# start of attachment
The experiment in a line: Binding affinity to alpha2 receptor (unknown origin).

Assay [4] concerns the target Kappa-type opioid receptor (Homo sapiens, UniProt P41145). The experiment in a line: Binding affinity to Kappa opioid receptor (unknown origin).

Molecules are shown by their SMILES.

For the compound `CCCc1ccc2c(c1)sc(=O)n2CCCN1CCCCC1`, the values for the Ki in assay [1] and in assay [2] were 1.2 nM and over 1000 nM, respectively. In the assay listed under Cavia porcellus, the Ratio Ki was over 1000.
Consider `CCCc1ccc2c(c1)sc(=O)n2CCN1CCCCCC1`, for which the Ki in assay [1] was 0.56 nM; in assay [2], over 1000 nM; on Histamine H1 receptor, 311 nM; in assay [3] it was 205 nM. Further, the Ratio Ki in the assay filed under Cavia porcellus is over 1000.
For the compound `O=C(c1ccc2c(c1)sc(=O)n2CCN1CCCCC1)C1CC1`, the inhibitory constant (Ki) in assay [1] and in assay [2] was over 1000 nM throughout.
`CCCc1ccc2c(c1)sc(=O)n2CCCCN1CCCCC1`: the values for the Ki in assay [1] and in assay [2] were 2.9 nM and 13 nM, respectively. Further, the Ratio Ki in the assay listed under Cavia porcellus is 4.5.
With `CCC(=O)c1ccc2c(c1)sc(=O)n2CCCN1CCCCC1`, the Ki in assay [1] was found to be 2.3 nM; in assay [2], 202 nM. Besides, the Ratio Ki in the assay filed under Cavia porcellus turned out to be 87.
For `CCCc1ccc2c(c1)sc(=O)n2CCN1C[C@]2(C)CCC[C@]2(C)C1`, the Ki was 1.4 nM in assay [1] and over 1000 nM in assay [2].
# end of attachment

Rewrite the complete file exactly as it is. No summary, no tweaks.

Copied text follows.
The experiment in a line: Binding affinity to alpha2 receptor (unknown origin).

Assay [4] concerns the target Kappa-type opioid receptor (Homo sapiens, UniProt P41145). The experiment in a line: Binding affinity to Kappa opioid receptor (unknown origin).

Molecules are shown by their SMILES.

For the compound `CCCc1ccc2c(c1)sc(=O)n2CCCN1CCCCC1`, the values for the Ki in assay [1] and in assay [2] were 1.2 nM and over 1000 nM, respectively. In the assay listed under Cavia porcellus, the Ratio Ki was over 1000.
Consider `CCCc1ccc2c(c1)sc(=O)n2CCN1CCCCCC1`, for which the Ki in assay [1] was 0.56 nM; in assay [2], over 1000 nM; on Histamine H1 receptor, 311 nM; in assay [3] it was 205 nM. Further, the Ratio Ki in the assay filed under Cavia porcellus is over 1000.
For the compound `O=C(c1ccc2c(c1)sc(=O)n2CCN1CCCCC1)C1CC1`, the inhibitory constant (Ki) in assay [1] and in assay [2] was over 1000 nM throughout.
`CCCc1ccc2c(c1)sc(=O)n2CCCCN1CCCCC1`: the values for the Ki in assay [1] and in assay [2] were 2.9 nM and 13 nM, respectively. Further, the Ratio Ki in the assay listed under Cavia porcellus is 4.5.
With `CCC(=O)c1ccc2c(c1)sc(=O)n2CCCN1CCCCC1`, the Ki in assay [1] was found to be 2.3 nM; in assay [2], 202 nM. Besides, the Ratio Ki in the assay filed under Cavia porcellus turned out to be 87.
For `CCCc1ccc2c(c1)sc(=O)n2CCN1C[C@]2(C)CCC[C@]2(C)C1`, the Ki was 1.4 nM in assay [1] and over 1000 nM in assay [2].